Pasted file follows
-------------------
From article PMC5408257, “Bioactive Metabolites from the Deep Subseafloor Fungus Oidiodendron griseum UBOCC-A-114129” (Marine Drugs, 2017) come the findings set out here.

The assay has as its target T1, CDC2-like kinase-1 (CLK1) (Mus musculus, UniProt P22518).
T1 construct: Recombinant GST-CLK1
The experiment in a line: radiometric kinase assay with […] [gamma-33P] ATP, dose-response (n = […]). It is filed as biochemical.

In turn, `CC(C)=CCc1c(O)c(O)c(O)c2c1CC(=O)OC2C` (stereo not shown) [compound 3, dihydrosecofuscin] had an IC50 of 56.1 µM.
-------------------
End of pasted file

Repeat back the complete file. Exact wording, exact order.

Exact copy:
From article PMC5408257, “Bioactive Metabolites from the Deep Subseafloor Fungus Oidiodendron griseum UBOCC-A-114129” (Marine Drugs, 2017) come the findings set out here.

The assay has as its target T1, CDC2-like kinase-1 (CLK1) (Mus musculus, UniProt P22518).
T1 construct: Recombinant GST-CLK1
The experiment in a line: radiometric kinase assay with […] [gamma-33P] ATP, dose-response (n = […]). It is filed as biochemical.

In turn, `CC(C)=CCc1c(O)c(O)c(O)c2c1CC(=O)OC2C` (stereo not shown) [compound 3, dihydrosecofuscin] had an IC50 of 56.1 µM.